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The aim of the funding is to improve a specific 3R method and increase its informative value. The call for proposals "Tandem projects for early career researchers" was specifically aimed at young researchers who were to come together in pairs from different or complementary fields to work on a common research question from different perspectives.
iPSC-based sensitive neurons as an animal-free model of translational pain and neurodegeneration research
The aim of the third project "iPSC-based sensitive neurons as an animal-free model of translational pain and neurodegeneration research" by Dr. Christian Schinke, Dr. Narasimha Swamy Telugu and Dr. Valeria Fernandez Vallone is to use human stem cell derived sensory neurons to research sensory loss and altered pain perception of patients after chemotherapy. After chemotherapy, many people suffer from neurological side effects such as altered sensation, sensory loss or pain: a so-called chemotherapy-induced polyneuropathy. Research in the field of this neurological disorders has so far mainly been carried out in animals. In this project, the trio from the Department of Neurology, the Max Delbrück Centre and the BIH seek to develop an animal-free model for translational research into pain and neurotoxicity: Based on sensory neurons derived from patients with and without severe neuropathy, induced pluripotent stem cells (iPSC) will be generated and differentiated into sensory neurons. Changes in protein and cell metabolism caused by chemotherapy will be analysed experimentally and correlated with the clinical complaints of the patients. The aim is to identify the individual mechanisms of neurotoxicity and pain, to promote iPSC-based methods to replace animal experiments and to significantly reduce animal-based knockout models in pain research.
Figure: Study design of iPSC-derived sensory neurons as an animal-free model for translational pain and neurodegeneration research. The project combines a clinical study with basic research: Patients who undergo chemotherapy are recruited from the CICARO study. According to their clinical symptoms, white blood cells from patients with severe neuropathy and without neuropathy are reprogrammed into induced pluripotent stem cells (iPSC) and differentiated into sensory neurons. These neurons are then challenged with chemotherapy in a dish. Using an integrated multi-omic approach, we analyze changes in the metabolism and protein expression in the cells which may underly sensory loss or pain in the patient. (Copyright: Dr. Valeria Fernandez Vallone)
Personalised treatment planning using matrix-based in vitro liver metastases of colorectal carcinoma to reduce metastatic mouse models
The aim of the project "Personalised treatment planning using matrix-based in vitro liver metastases of colorectal carcinoma to reduce metastatic mouse models" is to develop better ex vivo cancer models and thereby reduce the number of experiments with mice. To achieve this, the two young scientists Dr. Karl Herbert Hillebrandt from the Surgical Clinic Campus Virchow-Klinikum and Dr. Björn Papke from the Institute of Pathology combine their expertise in the production of complex human tissues with research on 3D cancer models. Currently, 50 percent of patients with colorectal carcinoma also develop liver metastases as part of their disease. In order to better understand the individual behaviour of these colorectal liver metastases, the environment of the tumour cells within and around a metastasis must be mirrored as closely as possible. For this purpose, individual liver metastases are grown in vitro in the patient's decellularised liver matrix - i.e. a part of the liver tissue that has been freed from all cells. These individual matrix-based liver metastases are then used for personalised testing of different therapies. The two scientists hope that by successfully establishing this method, a large number of tumour mouse models can be dispensed with in the future.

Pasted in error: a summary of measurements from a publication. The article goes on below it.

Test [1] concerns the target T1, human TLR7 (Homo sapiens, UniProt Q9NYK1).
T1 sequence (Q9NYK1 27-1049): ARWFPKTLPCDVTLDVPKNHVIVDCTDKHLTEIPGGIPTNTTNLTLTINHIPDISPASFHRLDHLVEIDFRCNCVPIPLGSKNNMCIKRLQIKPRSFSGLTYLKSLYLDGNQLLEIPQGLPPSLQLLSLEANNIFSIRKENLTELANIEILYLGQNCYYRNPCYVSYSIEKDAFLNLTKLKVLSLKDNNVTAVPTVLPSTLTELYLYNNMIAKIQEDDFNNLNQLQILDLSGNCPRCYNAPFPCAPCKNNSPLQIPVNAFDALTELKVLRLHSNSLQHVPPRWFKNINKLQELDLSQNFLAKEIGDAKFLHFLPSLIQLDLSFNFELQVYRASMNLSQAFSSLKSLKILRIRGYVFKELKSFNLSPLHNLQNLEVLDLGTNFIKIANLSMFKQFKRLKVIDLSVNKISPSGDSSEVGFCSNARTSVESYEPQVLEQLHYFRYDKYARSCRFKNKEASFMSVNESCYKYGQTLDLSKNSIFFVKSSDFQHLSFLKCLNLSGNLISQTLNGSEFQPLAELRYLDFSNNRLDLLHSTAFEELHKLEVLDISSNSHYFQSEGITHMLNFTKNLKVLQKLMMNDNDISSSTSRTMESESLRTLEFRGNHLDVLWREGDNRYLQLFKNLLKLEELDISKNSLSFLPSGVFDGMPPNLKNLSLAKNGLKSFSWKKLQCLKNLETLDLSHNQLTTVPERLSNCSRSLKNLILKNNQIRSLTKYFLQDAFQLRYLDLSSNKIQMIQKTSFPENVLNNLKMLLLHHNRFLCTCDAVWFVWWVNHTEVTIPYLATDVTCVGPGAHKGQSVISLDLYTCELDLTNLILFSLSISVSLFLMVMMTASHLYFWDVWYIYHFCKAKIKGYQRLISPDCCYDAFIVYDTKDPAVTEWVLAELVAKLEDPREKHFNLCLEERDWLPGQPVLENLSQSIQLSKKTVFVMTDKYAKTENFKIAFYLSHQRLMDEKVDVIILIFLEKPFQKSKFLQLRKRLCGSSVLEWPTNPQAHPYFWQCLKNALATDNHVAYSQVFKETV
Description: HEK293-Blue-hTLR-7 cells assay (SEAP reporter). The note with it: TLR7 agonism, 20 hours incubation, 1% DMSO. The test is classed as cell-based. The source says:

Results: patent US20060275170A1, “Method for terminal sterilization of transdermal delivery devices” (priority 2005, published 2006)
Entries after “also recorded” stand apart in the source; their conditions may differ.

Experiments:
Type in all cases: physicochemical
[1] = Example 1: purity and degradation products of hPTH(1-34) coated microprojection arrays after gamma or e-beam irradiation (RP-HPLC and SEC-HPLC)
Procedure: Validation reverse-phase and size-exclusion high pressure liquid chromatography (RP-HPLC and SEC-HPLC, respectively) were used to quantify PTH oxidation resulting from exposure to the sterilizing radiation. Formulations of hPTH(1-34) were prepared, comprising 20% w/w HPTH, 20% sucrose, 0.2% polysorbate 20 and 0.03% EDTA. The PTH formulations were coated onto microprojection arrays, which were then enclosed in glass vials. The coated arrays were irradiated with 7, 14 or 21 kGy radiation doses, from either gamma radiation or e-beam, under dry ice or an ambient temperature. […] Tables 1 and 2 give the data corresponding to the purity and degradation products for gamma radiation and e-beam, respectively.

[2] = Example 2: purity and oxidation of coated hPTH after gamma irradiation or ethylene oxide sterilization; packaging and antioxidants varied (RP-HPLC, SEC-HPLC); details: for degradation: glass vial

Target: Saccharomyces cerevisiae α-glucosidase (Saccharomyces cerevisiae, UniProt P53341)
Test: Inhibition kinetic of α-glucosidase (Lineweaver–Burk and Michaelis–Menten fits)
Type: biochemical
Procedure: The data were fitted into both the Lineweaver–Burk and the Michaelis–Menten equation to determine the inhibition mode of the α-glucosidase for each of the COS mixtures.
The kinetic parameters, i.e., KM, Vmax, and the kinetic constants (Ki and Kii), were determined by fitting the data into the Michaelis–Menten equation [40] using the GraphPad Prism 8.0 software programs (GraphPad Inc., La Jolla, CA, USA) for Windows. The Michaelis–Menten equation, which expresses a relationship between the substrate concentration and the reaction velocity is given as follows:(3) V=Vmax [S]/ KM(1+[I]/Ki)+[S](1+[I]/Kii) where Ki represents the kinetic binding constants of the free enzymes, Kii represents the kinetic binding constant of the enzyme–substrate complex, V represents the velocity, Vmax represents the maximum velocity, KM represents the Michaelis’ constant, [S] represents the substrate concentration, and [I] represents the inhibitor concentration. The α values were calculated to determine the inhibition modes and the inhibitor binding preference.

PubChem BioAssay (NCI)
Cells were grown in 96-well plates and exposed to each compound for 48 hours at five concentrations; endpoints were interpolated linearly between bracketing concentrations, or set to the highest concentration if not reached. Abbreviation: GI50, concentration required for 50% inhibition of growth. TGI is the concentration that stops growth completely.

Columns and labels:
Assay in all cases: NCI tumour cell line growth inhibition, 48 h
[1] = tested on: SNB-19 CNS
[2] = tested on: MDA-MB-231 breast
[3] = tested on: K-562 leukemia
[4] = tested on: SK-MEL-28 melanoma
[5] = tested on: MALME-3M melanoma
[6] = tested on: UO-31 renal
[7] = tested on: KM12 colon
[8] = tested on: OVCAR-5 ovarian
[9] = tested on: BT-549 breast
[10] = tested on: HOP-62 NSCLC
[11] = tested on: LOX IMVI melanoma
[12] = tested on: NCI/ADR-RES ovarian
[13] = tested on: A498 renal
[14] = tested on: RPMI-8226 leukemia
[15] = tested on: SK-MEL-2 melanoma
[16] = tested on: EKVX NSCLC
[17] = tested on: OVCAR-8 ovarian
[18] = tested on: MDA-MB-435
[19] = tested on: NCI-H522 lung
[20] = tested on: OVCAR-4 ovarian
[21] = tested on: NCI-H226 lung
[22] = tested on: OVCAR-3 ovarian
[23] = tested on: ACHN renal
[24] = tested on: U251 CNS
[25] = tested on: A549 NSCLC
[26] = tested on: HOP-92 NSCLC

Figure: Workflow from liver resection of a CRLM patient to its personalized drug screen without metastatic mouse models. (Copyright: Björn Papke und Karl Hillebrandt)
Simulation of Heart failure in Ovo With Microscopy and Echocardiography (ShowMe)
In order to develop a new method for the early detection of heart failure, Dr. Jana Grune and Dr. Bianca Nitzsche from the Institute of Physiology combine two already established methods in the project "Simulation of Heart failure in Ovo With Microscopy and Echocardiography (ShowMe)": the assessment of heart performance by means of ultrasound/microscopy and the use of fertilised chicken eggs. The aim is to detect cardiotoxic effects unambiguously and at an earlier stage of heart development than to date. In preclinical research on heart failure, the testing of cardiotoxic effects of drugs, foreign substances and pathogens is currently carried out almost exclusively in animal experiments on mice or rats. The two scientists now want to develop an alternative test system with the help of which the use of laboratory animals can be dispensed with. To this end, the already established in ovo model of fertilised chicken eggs is to be used and further developed in such a way that the potential cardiotoxicity of an active substance can in future already be determined in the chicken egg. If successful, it would also be possible to apply ShowMe in other areas in which small animals are currently used as standard for recording cardiac function.
Figure: ShowMe-Interaction of the gas exchange organ (chorioallantoic membrane), the lungs, with the ventricles. (Copyright: Grune/Nitzsche)